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Career Corner

Hill Happenings features career advice from DC professionals of all kinds.
Read their takes on choosing a career, job hunting, and success in the workplace.

Q&A with Brent Sullivan

Brent Sullivan is the founder of Time On The Hill, a successful platform focused on optimal congressional and professional job searches. A former congressional staffer himself, he works with job seekers to strengthen their search strategy, sharpen their applications, and prepare for the final interview. With the 2018 midterms almost upon us, staffers on both sides of the aisle are dusting off their resumes in anticipation. I sat down with Brent to get his thoughts on what people should be doing in preparation for their dream Hill job.


What kind of services does Time On The Hill provide and how can people benefit from them?

When you think about the full search, when it comes to landing a job on the Hill or a job off the Hill, there isn't really anything that we don't cover in terms of our strategy. You could say that it's about really being meticulous. You could say that we really roll up our sleeves and work on the mechanics of the search. Yes, we can have a conceptual conversation about your five-year vision, but at some point you need to kick it into gear.

When you're talking specifically about services, we cover new congressional resumes, custom cover letters, LinkedIn photographs, LinkedIn profile updates. The job search strategy is a long chain of events and every link in the chain is critical. Selecting Members, written deliverables, presenting yourself digitally, checking social media, coffee tips, interview preparation, navigating the offer negotiation—it’s a marathon from start to finish. We can take someone who's at the starting line and we can take them through the entire process until they accept an offer. There isn't really anything that we don't cover.

Is there some basic homework you think people should do before they sit down to meet with you or before they even start their congressional job hunt?

First, I would say it helps to cover the basics. Select a party. Pick members. Also consider the private sector as we focus on Congress. As someone who is very nonpartisan, I understand the conundrum of being forced to select a party, especially now. But we have fewer and fewer moderates, and it’s very difficult during the networking phase to solicit outreach to Republicans if you're currently networking with Democrats. Select a party and then we go from there.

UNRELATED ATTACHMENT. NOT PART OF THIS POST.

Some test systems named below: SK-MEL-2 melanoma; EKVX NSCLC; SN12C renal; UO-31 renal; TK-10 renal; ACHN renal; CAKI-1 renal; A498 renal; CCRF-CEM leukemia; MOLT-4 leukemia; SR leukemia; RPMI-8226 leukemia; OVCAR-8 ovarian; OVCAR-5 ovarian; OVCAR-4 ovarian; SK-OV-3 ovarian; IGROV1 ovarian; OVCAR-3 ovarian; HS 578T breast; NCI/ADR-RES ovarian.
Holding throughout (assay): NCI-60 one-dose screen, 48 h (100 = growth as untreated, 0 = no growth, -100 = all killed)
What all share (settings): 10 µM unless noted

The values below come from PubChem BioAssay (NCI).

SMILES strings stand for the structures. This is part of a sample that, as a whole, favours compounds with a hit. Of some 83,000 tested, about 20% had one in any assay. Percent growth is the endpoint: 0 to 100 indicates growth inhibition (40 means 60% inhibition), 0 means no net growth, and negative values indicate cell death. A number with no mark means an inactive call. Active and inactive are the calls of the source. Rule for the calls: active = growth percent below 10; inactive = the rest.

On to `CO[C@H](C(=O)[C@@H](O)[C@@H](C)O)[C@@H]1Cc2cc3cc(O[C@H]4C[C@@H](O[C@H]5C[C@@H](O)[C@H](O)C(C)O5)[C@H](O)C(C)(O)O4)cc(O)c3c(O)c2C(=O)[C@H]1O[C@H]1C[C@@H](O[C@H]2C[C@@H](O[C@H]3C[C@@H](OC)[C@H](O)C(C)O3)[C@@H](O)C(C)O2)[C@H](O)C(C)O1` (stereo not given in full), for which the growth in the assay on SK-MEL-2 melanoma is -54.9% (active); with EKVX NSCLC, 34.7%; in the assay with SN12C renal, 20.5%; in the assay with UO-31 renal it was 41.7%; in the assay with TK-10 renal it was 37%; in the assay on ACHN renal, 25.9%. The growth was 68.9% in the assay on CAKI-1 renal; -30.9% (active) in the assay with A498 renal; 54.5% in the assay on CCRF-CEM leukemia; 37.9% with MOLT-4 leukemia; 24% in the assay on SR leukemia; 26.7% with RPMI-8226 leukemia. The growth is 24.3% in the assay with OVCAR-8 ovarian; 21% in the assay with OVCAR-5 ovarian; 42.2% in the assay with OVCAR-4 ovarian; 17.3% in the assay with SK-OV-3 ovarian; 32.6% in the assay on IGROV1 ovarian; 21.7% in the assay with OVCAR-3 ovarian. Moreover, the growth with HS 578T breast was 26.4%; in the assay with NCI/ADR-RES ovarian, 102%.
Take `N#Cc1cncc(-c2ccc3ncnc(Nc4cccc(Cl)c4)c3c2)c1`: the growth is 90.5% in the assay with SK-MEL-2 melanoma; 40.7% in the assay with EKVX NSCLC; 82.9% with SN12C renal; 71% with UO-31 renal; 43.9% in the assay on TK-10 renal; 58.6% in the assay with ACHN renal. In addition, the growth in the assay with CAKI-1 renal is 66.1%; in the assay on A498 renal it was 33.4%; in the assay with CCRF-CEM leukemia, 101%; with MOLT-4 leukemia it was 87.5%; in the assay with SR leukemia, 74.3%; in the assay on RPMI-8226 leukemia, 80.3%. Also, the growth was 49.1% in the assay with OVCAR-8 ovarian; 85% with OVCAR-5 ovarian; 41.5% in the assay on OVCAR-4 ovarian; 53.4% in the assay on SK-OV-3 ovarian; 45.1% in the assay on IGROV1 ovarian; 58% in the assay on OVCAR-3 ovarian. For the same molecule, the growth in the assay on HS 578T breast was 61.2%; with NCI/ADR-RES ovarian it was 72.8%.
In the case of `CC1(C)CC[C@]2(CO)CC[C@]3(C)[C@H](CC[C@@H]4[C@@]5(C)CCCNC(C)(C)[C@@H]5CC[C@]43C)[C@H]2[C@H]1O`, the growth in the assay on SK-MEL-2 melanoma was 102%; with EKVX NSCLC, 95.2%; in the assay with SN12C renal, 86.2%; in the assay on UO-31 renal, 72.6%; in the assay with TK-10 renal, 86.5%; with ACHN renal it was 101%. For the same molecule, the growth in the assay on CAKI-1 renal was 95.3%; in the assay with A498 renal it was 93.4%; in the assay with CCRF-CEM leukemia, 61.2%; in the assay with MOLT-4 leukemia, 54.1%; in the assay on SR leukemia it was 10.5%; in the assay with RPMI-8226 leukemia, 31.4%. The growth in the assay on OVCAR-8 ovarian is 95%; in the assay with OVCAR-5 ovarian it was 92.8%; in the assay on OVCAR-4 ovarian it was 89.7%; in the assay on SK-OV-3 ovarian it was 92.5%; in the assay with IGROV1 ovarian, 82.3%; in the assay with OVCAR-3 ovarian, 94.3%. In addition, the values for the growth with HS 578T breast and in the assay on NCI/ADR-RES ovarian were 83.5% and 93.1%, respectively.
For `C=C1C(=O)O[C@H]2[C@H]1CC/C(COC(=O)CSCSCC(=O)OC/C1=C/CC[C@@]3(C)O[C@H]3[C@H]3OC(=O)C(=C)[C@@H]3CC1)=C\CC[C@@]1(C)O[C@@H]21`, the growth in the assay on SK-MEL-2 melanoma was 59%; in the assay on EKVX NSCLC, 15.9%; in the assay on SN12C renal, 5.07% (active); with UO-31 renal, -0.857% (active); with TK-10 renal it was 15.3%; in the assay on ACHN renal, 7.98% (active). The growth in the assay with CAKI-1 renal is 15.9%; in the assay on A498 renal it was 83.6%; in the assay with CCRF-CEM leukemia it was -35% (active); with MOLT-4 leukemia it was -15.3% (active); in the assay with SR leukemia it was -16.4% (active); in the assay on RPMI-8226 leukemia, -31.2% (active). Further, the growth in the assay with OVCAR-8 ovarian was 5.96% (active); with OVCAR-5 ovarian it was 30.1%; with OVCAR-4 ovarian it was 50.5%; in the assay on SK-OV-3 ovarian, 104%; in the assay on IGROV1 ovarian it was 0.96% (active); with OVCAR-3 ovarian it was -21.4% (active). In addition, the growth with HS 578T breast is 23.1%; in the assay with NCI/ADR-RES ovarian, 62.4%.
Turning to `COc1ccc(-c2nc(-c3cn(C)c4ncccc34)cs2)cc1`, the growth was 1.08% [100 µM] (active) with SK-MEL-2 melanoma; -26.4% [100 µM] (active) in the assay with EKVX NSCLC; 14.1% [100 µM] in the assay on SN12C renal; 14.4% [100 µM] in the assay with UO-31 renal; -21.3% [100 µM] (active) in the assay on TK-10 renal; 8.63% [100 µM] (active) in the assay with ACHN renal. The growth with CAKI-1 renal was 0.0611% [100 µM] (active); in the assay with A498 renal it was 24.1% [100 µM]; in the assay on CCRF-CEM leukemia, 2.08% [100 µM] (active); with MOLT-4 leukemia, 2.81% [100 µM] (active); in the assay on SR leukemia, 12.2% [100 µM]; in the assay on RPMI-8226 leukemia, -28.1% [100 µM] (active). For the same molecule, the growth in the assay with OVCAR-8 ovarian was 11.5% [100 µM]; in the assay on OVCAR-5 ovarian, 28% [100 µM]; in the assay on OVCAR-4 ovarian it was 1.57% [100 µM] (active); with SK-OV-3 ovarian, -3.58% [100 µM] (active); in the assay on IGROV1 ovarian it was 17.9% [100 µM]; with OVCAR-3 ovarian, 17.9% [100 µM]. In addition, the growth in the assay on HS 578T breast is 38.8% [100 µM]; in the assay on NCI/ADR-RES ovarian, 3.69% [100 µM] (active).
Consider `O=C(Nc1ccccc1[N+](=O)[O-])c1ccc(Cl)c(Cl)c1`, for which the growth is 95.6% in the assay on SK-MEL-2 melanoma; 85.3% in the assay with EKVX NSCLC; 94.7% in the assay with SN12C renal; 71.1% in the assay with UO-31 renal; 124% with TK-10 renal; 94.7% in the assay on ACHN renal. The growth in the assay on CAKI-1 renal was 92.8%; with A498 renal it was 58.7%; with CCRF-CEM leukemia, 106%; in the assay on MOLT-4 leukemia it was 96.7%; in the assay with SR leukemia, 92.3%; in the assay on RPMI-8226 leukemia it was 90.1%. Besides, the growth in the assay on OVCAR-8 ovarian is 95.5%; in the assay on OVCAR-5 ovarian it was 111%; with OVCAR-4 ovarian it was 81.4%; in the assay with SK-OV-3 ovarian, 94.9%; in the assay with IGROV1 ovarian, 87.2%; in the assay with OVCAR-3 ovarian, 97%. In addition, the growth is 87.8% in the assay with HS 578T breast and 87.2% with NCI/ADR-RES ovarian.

Next, think about the issues you care about. Public service is about solving problems. So is it healthcare? Veterans’ affairs? Criminal justice reform? Judiciary? Energy? Transportation? Just about everybody under the age of thirty says foreign affairs. Issue selection helps you with the next very critical element, which is Member selection. 

So you want to select your Members based on your geographic ties as well as the committee assignments that cover those specific policies that you care about. So, for example, if you really love healthcare, you want to focus on the Members that sit on the Ways and Means and Energy and Commerce Committees. Those are the core committees that focus on healthcare policy. When I was searching for a job on Capitol Hill, I was told not to work for a freshman Member on the Agriculture Committee if I wanted to manage a healthcare portfolio. I badly wanted to work on the Hill so I thought that was crazy. But, looking back, that advice was incredibly sound because you’d never do any healthcare policy work. You would create proposals that relate to agriculture. If you really love agriculture policy, that would be the perfect Member. If you want to work on healthcare, that would be the totally wrong office.

But I so badly wanted to work on the Hill that I was willing to work for anyone—that was not a sound strategy, and I didn’t know that. And that's why it took me seventy-four coffees and interviews to get my first job on the Hill, because I didn’t understand the process. Pick a party, pick the policy areas you care about, put together a list where you have geographic coverage, and then start to reach out to legislative directors, chiefs of staff, and committee staff based on a strategic plan.

You don’t just help people get on the Hill, you also help current Hill staffers navigate their way towards promotions. So what's some advice you have for people looking to move upward once they’re on the Hill?